Paper in proceedings, 2010

The classical and well-studied group testing problem is to find d defectives in a set of n elements by group tests, which tell us for any chosen subset whether it contains defectives or not. Strategies are preferred that use both
a small number of tests close to the information-theoretic lower bound d log n, and a small constant number of stages, where tests in every stage are done in parallel, in order to save time. They should even work if d is completely unknown in advance. An essential ingredient of such competitive and minimal-adaptive group testing strategies is an estimate of d within a constant factor. More precisely, d shall be underestimated only with some
given error probability, and overestimated only by a constant factor, called the competitive ratio. The latter problem is also interesting in its own right. It can be solved with O(log n) randomized group tests of a certain type. In this paper we prove that O(log n) tests are really needed. The proof is based on an analysis of the influence of tests on the searcher's ability to distinguish between any two candidate numbers with a constant ratio. Once we know this lower bound, the next challenge is to get optimal constant factors in the O(log n) test number, depending on the desired error probability and competitive ratio. We give a method to derive upper bounds and conjecture that our particular strategy is already optimal.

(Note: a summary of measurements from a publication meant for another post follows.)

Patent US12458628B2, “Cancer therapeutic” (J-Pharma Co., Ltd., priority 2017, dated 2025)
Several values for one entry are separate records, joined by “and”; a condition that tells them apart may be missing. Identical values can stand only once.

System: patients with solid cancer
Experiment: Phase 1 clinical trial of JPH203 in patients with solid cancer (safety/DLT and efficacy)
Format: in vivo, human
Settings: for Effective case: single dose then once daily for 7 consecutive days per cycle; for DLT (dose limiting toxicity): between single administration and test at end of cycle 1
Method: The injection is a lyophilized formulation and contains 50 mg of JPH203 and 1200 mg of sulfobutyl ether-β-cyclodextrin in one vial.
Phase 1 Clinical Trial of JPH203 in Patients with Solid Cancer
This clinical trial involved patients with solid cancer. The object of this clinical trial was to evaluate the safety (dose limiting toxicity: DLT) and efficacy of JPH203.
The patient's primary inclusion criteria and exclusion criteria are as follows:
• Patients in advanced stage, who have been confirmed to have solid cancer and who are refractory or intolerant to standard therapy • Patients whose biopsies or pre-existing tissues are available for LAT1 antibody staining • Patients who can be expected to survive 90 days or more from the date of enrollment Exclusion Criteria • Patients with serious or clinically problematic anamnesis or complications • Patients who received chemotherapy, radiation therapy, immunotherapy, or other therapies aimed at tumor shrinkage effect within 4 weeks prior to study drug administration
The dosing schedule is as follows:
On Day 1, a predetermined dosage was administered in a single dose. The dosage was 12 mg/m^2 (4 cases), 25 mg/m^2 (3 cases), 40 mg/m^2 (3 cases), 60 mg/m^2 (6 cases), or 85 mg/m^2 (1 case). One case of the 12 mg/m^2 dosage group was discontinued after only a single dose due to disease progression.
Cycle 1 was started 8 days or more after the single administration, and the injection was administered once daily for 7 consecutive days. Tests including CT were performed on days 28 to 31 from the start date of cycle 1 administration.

learning by queries

lower bound

algorithm

competitive group testing

randomized strategy

nonadaptive strategy

Chalmers, Computer Science and Engineering (Chalmers), Computing Science (Chalmers)

Chalmers, Computer Science and Engineering (Chalmers), Computing Science (Chalmers)

03029743 (ISSN) 16113349 (eISSN)

Vol. 6509 PART 2 117-130Information and Communication Technology

Life Science Engineering (2010-2018)

Basic sciences

Computer Science

10.1007/978-3-642-17461-2_10

978-3-642-17460-5